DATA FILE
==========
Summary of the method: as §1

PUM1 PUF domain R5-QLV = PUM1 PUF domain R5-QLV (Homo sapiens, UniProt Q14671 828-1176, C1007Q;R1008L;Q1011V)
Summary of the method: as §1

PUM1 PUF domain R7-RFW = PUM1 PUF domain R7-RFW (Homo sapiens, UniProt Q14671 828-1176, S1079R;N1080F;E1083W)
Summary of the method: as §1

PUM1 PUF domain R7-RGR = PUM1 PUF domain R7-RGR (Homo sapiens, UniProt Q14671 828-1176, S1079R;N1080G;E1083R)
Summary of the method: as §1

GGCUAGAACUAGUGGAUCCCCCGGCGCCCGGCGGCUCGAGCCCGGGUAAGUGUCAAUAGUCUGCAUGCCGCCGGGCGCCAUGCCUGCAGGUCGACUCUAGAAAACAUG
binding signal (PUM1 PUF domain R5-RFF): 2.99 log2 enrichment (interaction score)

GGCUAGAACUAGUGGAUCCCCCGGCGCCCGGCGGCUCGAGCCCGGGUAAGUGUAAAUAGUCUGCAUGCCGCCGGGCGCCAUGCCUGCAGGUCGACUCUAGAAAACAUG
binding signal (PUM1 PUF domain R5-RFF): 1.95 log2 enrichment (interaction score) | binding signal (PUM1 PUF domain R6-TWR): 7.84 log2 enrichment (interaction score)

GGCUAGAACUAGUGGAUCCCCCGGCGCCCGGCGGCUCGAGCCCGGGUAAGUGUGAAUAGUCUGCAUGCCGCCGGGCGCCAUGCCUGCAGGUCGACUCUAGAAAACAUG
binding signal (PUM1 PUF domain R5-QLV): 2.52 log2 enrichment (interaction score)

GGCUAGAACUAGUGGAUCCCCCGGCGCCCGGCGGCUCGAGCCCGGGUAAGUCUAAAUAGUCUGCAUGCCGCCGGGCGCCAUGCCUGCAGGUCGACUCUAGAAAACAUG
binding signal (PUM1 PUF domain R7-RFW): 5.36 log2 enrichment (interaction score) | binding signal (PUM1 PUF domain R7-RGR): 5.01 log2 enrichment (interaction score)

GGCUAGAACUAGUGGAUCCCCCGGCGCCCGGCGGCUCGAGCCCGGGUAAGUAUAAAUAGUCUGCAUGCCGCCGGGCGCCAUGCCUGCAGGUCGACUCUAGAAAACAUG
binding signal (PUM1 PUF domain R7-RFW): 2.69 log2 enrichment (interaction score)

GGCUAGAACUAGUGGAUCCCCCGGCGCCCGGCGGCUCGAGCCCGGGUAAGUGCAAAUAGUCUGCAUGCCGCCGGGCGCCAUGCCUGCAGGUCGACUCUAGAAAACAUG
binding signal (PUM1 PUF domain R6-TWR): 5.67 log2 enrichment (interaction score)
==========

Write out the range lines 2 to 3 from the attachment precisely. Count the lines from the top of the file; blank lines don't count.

PUM1 PUF domain R5-QLV = PUM1 PUF domain R5-QLV (Homo sapiens, UniProt Q14671 828-1176, C1007Q;R1008L;Q1011V)
Summary of the method: as §1